On 10 Nov. 2010, World Streets ran an article under the title “The P2P carsharing saga continues: The WhipCar story” by the young entrepreneurs introducing their new WhipCar P2P carsharing start-up, which story you can find here – http://wp.me/psKUY-13b. After more than two years of hard work in developing an entirely new, uncharted market for Britain, they have just decided, in their words that: “we have discovered there are still barriers to widespread adoption of peer-to-peer car rental in the UK. As a small team with limited resources, we have taken a good long look at these scaling challenges. And, after much thought, we have made the extremely difficult decision to close WhipCar.”
Let’s have a look at what they have to say in terms of lessons learned, and at the end of this short piece share with you a couple of thoughts on the meaning of this in the broader context of carsharing and P2P.
Dear customers and friends,
When we launched WhipCar in April 2010, we embarked on a very exciting mission. We were the first to offer car owners the chance to make better use of their cars and offset the rising costs of motoring by renting to their neighbours.
We are sad to say that, at this time, we have decided to close WhipCar.
In many ways, WhipCar has been a success. We were able to shift commonly held perceptions of car sharing and ownership with the help of so many integral WhipCar community members. We have been able to boast that drivers in urban areas such as central London could access convenient, cost-effective and friendly WhipCar rentals within five minutes of their doorstep.
However, while so many of you saw the future, we have discovered there are still barriers to widespread adoption of peer-to-peer car rental in the UK. As a small team with limited resources, we have taken a good long look at these scaling challenges. And, after much thought, we have made the extremely difficult decision to close WhipCar. We would like to thank our wonderful community members, our colleagues and our investors for their incredible support over the past three exciting years.
What this means for our customers:
- Beginning March 12th 2013, we are no longer accepting any new bookings or new membership. Members will no longer be able to log-in and access our site.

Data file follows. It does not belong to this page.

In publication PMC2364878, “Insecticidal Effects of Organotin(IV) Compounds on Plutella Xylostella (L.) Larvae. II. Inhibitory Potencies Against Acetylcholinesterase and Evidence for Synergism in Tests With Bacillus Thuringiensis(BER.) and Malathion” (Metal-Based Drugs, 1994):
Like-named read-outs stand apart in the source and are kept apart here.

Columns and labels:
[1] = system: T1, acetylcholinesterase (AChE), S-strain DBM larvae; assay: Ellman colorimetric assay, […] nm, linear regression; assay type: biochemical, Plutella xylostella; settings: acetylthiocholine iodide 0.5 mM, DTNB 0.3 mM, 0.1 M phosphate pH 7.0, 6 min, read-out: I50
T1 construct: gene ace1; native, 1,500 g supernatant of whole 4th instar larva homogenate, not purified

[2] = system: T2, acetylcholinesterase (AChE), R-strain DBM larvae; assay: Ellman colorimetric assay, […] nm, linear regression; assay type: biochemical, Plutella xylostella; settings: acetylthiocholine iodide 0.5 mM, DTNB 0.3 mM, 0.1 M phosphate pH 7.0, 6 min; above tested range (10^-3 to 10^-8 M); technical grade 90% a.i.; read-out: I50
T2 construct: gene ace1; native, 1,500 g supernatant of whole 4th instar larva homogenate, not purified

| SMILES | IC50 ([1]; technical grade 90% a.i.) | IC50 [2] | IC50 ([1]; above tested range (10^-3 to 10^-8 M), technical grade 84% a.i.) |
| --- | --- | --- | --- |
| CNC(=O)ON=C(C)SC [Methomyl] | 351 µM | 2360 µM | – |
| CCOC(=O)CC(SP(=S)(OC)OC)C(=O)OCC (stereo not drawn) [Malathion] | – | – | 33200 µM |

- Bookings due to begin on or after March 12th have been cancelled, and all affected drivers have been fully refunded.
- Owners with bookings ending in March will be paid during the week beginning March 18th and will be notified when this payment has been issued.
If you are a WhipCar member, you may want to take a look at our FAQs for some useful information. If you have any further questions regarding our closure, an interest in our technology or opportunities for the future, feel free to get in touch by emailing us at firstname.lastname@example.org. Please understand that we are prioritising our existing members when responding to incoming email and that we will try to get back to you as soon as we can.
Thank you again for your support and for taking the leap with us into peer-to-peer car rental. We’re proud to have had a chance to push the boundaries of the sharing economy, and we can’t wait to see where it heads next.
All the best,
The WhipCar Team
* For full announcement and annexes: http://www.whipcar.com/
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Tom Wright is co-founder of WhipCar. Previously he founded gurgle.com, a social network for pregnant women now owned by MotherCare, and bookarmy.com, a book recommendation service now owned by Harper Collins. Tom has held a number of senior digital strategy and development roles during his career with companies such as BSkyB and Fleming Media.
Vinay Gupta is co-founder of WhipCar. Previously he has been a digital media strategist and consultant working with brands such as Fleming Media, MySpace, Emap, Vue and the Abu Dhabi Media Zone. Vinay holds an MBA from London Business School and has held senior travel management positions at AT&T and American Express.
* And for more on WhipCar click here.
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Comment from the editor:
Is this an isolated small business event? Or does it sound the death knell for P2P? Or at least P2P in Britain? From our perspective the answer is most definitely no to the last two propositions. But it does give an idea of how just difficult it is to work up such a new and challenging business concept with thin resources.
The key phrase in this case is their comment: “As a small team with limited resources, we have taken a good long look at these scaling challenges.” Thus it is not a problem with the P2P concept. Nor with P2P in Britain. Nor is it a tool problem, as we can see from other projects that are moving ahead. some of which are indicated on the above map.
But in a new and still largely uncharted business area like this one needs deep pockets and with them the ability to learn, adjust, and in time to scale up when the time comes.
We will contact some of the other on-going P2P operations and invite them to share their observations with you on this.
About the editor:
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Bio: Trained as a development economist, Eric Britton is a student, teacher and activist of sustainability and social justice. Professor of Sustainable Development, Economy and Democracy at the Institut Supérieur de Gestion (Paris), he is also MD of EcoPlan International, an independent advisory network providing strategic counsel for government and business on policy and decision issues involving complex systems, social-technical change and sustainable development. Founding editor of World Streets, his latest work focuses on the subject of equity, economy and efficiency in city transport and public space, and helping governments to ask the right questions and in the process find practical solutions to urgent climate, mobility, life quality and job creation issues. More: http://wp.me/PsKUY-2p7